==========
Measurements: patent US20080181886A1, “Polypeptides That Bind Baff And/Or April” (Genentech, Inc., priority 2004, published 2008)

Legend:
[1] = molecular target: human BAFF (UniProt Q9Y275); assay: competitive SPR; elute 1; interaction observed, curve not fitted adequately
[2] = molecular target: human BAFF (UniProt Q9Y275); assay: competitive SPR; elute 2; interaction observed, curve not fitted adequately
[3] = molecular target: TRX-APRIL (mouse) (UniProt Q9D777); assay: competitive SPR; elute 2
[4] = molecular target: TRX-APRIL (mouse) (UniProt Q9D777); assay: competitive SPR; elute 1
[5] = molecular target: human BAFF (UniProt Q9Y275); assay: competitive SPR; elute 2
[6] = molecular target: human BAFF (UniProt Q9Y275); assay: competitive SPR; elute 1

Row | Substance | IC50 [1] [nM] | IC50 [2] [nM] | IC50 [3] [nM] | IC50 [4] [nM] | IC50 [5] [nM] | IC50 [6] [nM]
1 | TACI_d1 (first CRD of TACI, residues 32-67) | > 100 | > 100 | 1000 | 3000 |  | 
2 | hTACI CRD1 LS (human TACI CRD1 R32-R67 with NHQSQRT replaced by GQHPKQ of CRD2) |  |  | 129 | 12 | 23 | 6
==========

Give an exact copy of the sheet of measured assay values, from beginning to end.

Measurements: patent US20080181886A1, “Polypeptides That Bind Baff And/Or April” (Genentech, Inc., priority 2004, published 2008)

Legend:
[1] = molecular target: human BAFF (UniProt Q9Y275); assay: competitive SPR; elute 1; interaction observed, curve not fitted adequately
[2] = molecular target: human BAFF (UniProt Q9Y275); assay: competitive SPR; elute 2; interaction observed, curve not fitted adequately
[3] = molecular target: TRX-APRIL (mouse) (UniProt Q9D777); assay: competitive SPR; elute 2
[4] = molecular target: TRX-APRIL (mouse) (UniProt Q9D777); assay: competitive SPR; elute 1
[5] = molecular target: human BAFF (UniProt Q9Y275); assay: competitive SPR; elute 2
[6] = molecular target: human BAFF (UniProt Q9Y275); assay: competitive SPR; elute 1

Row | Substance | IC50 [1] [nM] | IC50 [2] [nM] | IC50 [3] [nM] | IC50 [4] [nM] | IC50 [5] [nM] | IC50 [6] [nM]
1 | TACI_d1 (first CRD of TACI, residues 32-67) | > 100 | > 100 | 1000 | 3000 |  | 
2 | hTACI CRD1 LS (human TACI CRD1 R32-R67 with NHQSQRT replaced by GQHPKQ of CRD2) |  |  | 129 | 12 | 23 | 6